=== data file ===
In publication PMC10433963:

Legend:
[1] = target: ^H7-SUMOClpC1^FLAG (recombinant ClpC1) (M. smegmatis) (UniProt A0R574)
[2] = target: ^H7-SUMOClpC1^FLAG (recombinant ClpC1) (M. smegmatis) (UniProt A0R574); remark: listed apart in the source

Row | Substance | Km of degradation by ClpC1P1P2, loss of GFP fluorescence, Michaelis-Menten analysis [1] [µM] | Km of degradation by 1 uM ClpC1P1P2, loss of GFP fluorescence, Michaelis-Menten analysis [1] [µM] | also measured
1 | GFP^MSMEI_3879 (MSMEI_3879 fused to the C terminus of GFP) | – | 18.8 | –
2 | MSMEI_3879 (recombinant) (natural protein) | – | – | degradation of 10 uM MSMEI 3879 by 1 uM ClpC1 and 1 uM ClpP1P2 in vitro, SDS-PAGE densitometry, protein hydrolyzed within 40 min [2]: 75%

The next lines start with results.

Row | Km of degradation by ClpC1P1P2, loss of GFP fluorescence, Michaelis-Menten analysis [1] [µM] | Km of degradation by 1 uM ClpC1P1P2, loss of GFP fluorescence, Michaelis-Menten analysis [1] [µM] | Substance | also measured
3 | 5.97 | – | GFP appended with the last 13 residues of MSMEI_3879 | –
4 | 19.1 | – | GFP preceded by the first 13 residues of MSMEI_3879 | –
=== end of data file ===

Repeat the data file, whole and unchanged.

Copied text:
In publication PMC10433963:

Legend:
[1] = target: ^H7-SUMOClpC1^FLAG (recombinant ClpC1) (M. smegmatis) (UniProt A0R574)
[2] = target: ^H7-SUMOClpC1^FLAG (recombinant ClpC1) (M. smegmatis) (UniProt A0R574); remark: listed apart in the source

Row | Substance | Km of degradation by ClpC1P1P2, loss of GFP fluorescence, Michaelis-Menten analysis [1] [µM] | Km of degradation by 1 uM ClpC1P1P2, loss of GFP fluorescence, Michaelis-Menten analysis [1] [µM] | also measured
1 | GFP^MSMEI_3879 (MSMEI_3879 fused to the C terminus of GFP) | – | 18.8 | –
2 | MSMEI_3879 (recombinant) (natural protein) | – | – | degradation of 10 uM MSMEI 3879 by 1 uM ClpC1 and 1 uM ClpP1P2 in vitro, SDS-PAGE densitometry, protein hydrolyzed within 40 min [2]: 75%

The next lines start with results.

Row | Km of degradation by ClpC1P1P2, loss of GFP fluorescence, Michaelis-Menten analysis [1] [µM] | Km of degradation by 1 uM ClpC1P1P2, loss of GFP fluorescence, Michaelis-Menten analysis [1] [µM] | Substance | also measured
3 | 5.97 | – | GFP appended with the last 13 residues of MSMEI_3879 | –
4 | 19.1 | – | GFP preceded by the first 13 residues of MSMEI_3879 | –